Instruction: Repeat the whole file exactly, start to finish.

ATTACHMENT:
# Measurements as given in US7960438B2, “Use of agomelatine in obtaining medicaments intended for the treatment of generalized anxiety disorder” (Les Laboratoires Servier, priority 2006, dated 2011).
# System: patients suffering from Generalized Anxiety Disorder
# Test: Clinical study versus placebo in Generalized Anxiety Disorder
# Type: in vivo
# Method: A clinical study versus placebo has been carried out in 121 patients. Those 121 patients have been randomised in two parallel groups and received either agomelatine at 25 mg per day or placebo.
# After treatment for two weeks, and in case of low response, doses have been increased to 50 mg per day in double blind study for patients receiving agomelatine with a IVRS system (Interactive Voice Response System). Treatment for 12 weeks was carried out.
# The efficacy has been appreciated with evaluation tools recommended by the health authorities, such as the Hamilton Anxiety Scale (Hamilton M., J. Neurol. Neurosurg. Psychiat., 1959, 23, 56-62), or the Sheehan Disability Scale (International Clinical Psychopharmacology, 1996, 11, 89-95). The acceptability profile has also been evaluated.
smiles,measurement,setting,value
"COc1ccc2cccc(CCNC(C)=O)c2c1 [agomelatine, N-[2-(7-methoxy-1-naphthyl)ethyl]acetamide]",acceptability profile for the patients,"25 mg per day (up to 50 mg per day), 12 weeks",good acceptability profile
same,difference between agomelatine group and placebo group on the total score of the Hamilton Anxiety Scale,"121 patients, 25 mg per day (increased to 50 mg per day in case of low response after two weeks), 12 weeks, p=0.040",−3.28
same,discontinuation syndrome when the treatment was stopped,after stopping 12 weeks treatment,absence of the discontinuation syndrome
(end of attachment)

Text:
# Measurements as given in US7960438B2, “Use of agomelatine in obtaining medicaments intended for the treatment of generalized anxiety disorder” (Les Laboratoires Servier, priority 2006, dated 2011).
# System: patients suffering from Generalized Anxiety Disorder
# Test: Clinical study versus placebo in Generalized Anxiety Disorder
# Type: in vivo
# Method: A clinical study versus placebo has been carried out in 121 patients. Those 121 patients have been randomised in two parallel groups and received either agomelatine at 25 mg per day or placebo.
# After treatment for two weeks, and in case of low response, doses have been increased to 50 mg per day in double blind study for patients receiving agomelatine with a IVRS system (Interactive Voice Response System). Treatment for 12 weeks was carried out.
# The efficacy has been appreciated with evaluation tools recommended by the health authorities, such as the Hamilton Anxiety Scale (Hamilton M., J. Neurol. Neurosurg. Psychiat., 1959, 23, 56-62), or the Sheehan Disability Scale (International Clinical Psychopharmacology, 1996, 11, 89-95). The acceptability profile has also been evaluated.
smiles,measurement,setting,value
"COc1ccc2cccc(CCNC(C)=O)c2c1 [agomelatine, N-[2-(7-methoxy-1-naphthyl)ethyl]acetamide]",acceptability profile for the patients,"25 mg per day (up to 50 mg per day), 12 weeks",good acceptability profile
same,difference between agomelatine group and placebo group on the total score of the Hamilton Anxiety Scale,"121 patients, 25 mg per day (increased to 50 mg per day in case of low response after two weeks), 12 weeks, p=0.040",−3.28
same,discontinuation syndrome when the treatment was stopped,after stopping 12 weeks treatment,absence of the discontinuation syndrome